There are no gray days; only days without sunshine.

bench unloved

Where did I see this phrase?  On a bumper sticker?  A tee-shirt?  Maybe a teabag tag?  I even Googled to see if it was a quote and found a factoid in the “Old Farmer’s Almanac” that proclaims Michigan as the 7th cloudiest state in the U.S.  The article said “no matter where you live in Michigan, you’re only likely to see between 65 and 75 clear days each year.”

Well, that was news to me, but I am ready to label this season a dud, since I don’t recall a Summer with such blah landscape and so-so, hum-drum skies.  Most mornings when I’ve ventured out for a walk this Summer, the skies have been gray, the dark clouds sometimes, rather begrudgingly, will part to let a pale sun peek through, but the truly sunny days have sadly been lacking.

Last weekend was perfect in my book – sunshine galore.  Today too.  In fact, I hated to come back inside after my walk, and, when I returned from the Park, I even went over to Memorial Park, just a few blocks over to walk a few more laps there before coming into the house.

What a difference a day makes.  Yesterday it was so gloomy looking that I failed to notice how green the grass was after that four-inch rainfall we received Tuesday and Wednesday.  Gone is the carpet of dead grass that crunched beneath my  feet, which brown blades hadn’t shown any signs of life for weeks, after a nearly rainless July.   As I trekked through the neighborhoods, I noticed other lawns were greener and showed some promise, unlike most of the flowers that look like they’d given up the ghost  a few weeks ago already.

Sadly, those four inches of torrential rain still did not bring back “the greens of Summer” that Paul Simon touted in his song“Kodachrome” …

I long for those bright Kodachrome colors we all remember from past Summers.  But, three weeks of ever-present heat and no rain sure took its toll on the trees, because those drought-like conditions caused the bark to slough off tree trunks, then the wind scattered those feather-light pieces everywhere.

I’ve taken some photos of the dead leaves which litter the sidewalks and also the pathway at Council Point Park.  There are not just a few, but enough to swirl into small piles when the wind whips them up.


tall tree with leaves

tall tree leaves on ground.jpg

Look at this fern and how its leaves are already turning red.

red leaves

The Ecorse Creek was looking better today after all the rain – the water level was higher and the hard downpours eliminated all the algae, that green glow that had glommed onto the surface of the water.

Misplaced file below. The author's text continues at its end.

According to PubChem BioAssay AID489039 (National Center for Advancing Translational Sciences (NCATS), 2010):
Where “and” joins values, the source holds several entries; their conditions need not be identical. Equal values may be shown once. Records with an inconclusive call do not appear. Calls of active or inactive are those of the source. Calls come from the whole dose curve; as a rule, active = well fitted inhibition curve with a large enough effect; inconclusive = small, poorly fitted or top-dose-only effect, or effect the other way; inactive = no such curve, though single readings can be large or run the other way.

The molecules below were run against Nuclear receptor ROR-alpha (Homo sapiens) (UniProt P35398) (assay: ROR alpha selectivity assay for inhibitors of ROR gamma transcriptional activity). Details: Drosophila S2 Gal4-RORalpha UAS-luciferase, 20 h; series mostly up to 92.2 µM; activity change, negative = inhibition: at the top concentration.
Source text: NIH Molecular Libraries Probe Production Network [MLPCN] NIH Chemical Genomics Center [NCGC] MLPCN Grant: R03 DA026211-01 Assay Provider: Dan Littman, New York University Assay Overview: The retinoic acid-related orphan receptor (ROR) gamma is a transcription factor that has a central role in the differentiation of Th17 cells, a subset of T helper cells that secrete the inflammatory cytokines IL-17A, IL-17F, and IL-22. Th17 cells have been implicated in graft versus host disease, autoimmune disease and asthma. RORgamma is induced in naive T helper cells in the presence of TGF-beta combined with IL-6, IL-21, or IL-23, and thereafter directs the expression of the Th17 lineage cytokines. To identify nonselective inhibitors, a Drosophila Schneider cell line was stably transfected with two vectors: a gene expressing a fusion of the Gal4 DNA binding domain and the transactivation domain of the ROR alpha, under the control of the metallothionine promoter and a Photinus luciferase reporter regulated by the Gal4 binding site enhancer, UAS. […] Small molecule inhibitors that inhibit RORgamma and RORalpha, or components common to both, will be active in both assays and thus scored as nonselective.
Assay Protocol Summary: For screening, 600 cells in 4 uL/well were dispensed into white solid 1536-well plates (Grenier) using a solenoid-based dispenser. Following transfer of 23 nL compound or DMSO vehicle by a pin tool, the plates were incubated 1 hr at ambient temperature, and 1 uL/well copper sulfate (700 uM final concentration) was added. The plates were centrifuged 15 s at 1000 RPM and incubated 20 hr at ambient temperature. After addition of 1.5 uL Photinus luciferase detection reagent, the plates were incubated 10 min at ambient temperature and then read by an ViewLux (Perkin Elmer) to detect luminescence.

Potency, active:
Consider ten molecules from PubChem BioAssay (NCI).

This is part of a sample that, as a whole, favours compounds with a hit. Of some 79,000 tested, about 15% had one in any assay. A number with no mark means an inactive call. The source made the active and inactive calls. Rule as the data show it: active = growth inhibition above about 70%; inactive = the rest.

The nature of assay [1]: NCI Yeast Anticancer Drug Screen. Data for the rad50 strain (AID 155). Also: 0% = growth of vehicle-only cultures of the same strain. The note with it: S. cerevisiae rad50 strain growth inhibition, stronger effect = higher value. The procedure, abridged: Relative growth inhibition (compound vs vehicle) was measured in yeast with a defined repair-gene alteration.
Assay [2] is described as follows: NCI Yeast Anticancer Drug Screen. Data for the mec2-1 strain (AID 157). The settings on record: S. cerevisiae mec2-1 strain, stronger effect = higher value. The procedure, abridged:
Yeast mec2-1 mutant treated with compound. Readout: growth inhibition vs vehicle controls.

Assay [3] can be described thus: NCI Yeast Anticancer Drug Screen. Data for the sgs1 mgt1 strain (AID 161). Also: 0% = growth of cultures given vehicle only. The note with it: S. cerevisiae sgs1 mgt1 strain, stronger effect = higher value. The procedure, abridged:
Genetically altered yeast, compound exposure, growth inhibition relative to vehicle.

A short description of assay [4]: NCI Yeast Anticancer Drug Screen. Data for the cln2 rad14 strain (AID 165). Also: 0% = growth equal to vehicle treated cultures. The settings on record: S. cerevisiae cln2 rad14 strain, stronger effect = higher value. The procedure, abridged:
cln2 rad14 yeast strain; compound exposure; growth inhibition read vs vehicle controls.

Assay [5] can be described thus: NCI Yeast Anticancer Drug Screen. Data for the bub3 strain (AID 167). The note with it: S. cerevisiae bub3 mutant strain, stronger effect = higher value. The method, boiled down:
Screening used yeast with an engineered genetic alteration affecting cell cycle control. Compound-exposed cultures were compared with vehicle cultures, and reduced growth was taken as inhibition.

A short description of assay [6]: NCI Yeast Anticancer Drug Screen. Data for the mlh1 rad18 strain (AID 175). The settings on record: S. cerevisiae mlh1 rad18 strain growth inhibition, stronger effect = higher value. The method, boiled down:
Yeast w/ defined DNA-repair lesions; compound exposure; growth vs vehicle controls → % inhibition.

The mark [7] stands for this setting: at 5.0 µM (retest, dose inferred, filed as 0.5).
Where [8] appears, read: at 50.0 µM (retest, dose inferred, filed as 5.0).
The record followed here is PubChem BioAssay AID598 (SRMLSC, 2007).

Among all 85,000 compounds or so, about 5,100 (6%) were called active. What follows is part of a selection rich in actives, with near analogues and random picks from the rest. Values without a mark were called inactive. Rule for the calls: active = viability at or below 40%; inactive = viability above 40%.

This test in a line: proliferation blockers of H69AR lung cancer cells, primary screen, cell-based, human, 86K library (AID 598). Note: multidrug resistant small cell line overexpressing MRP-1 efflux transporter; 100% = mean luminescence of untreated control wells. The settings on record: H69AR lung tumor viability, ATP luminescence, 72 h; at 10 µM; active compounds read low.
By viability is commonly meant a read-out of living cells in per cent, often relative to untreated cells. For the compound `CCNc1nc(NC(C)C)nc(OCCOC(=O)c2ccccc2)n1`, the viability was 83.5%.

Just a few days ago when I took this photo, at a glance, you couldn’t tell whether the green glaze on the murky brown water was pond algae or water lilies.


algae and pond lilies

Even the berry bushes and mulberry trees have stopped producing – either that, or the groundhog has feasted on berries nonstop and eaten them up.

At least a few wildflowers (or weeds, depending on your perspective) are growing along the path amongst the morning glories, like Queen Anne’s Lace and Chicory.

queen ann and chicory.jpg

This pale-looking thistle would have looked better with a vibrant goldfinch perched on top and pecking at it, or a delicate Tiger Swallowtail butterfly alighting on it, then supping nectar, both are images I’ve captured in the past.


I sure do miss those birds and butterflies that provide the Summer ambiance at my favorite nature nook.  For now, to make Summer complete, we need an injection of color, to turn those pale colors into Kodachrome-worthy hues, and otherwise pep up the Park, which is looking a little sad these days as you see in the picture up top and throughout this post.

Perhaps I just need to don some rose-colored glasses.

About Linda Schaub

This is my first blog and I enjoy writing each and every post immensely. I started a walking regimen in 2011 and decided to create a blog as a means of memorializing the people, places and things I see on my daily walks. I have always enjoyed people watching, and so my blog is peppered with folks I meet, or reflections of characters I have known through the years. Often something piques my interest, or evokes a pleasant memory from my memory bank, so this becomes a “slice o’ life” blog post that day. I respect and appreciate nature and my interaction with Mother Nature’s gifts is also a common theme. Sometimes the most-ordinary items become fodder for points to ponder over and touch upon. My career has been in the legal field and I have been a legal secretary for four decades, primarily working in downtown Detroit, and now working from my home. I graduated from Wayne State University with a degree in print journalism in 1978, though I’ve never worked in that field. I like to think this blog is the writer in me finally emerging!! Walking and writing have met and shaken hands and the creative juices are flowing once again in Walkin’, Writin’, Wit & Whimsy – hope you think so too. - Linda Schaub